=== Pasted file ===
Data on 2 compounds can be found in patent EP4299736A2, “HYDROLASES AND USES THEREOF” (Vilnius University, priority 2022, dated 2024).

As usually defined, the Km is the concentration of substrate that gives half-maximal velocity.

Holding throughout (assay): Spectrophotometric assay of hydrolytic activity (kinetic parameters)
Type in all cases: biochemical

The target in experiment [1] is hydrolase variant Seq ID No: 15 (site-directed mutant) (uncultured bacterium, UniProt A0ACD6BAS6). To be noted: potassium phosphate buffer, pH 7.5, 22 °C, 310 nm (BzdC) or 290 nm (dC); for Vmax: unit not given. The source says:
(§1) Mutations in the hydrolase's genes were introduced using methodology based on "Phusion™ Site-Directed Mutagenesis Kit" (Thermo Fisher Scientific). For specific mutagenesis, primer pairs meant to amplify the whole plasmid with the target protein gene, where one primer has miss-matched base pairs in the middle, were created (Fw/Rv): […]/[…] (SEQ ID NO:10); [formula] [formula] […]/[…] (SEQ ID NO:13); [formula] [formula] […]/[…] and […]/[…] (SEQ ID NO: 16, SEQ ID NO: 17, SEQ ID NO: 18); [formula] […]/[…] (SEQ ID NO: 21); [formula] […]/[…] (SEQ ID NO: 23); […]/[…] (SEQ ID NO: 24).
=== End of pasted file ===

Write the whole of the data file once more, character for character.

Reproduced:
Data on 2 compounds can be found in patent EP4299736A2, “HYDROLASES AND USES THEREOF” (Vilnius University, priority 2022, dated 2024).

As usually defined, the Km is the concentration of substrate that gives half-maximal velocity.

Holding throughout (assay): Spectrophotometric assay of hydrolytic activity (kinetic parameters)
Type in all cases: biochemical

The target in experiment [1] is hydrolase variant Seq ID No: 15 (site-directed mutant) (uncultured bacterium, UniProt A0ACD6BAS6). To be noted: potassium phosphate buffer, pH 7.5, 22 °C, 310 nm (BzdC) or 290 nm (dC); for Vmax: unit not given. The source says:
(§1) Mutations in the hydrolase's genes were introduced using methodology based on "Phusion™ Site-Directed Mutagenesis Kit" (Thermo Fisher Scientific). For specific mutagenesis, primer pairs meant to amplify the whole plasmid with the target protein gene, where one primer has miss-matched base pairs in the middle, were created (Fw/Rv): […]/[…] (SEQ ID NO:10); [formula] [formula] […]/[…] (SEQ ID NO:13); [formula] [formula] […]/[…] and […]/[…] (SEQ ID NO: 16, SEQ ID NO: 17, SEQ ID NO: 18); [formula] […]/[…] (SEQ ID NO: 21); [formula] […]/[…] (SEQ ID NO: 23); […]/[…] (SEQ ID NO: 24).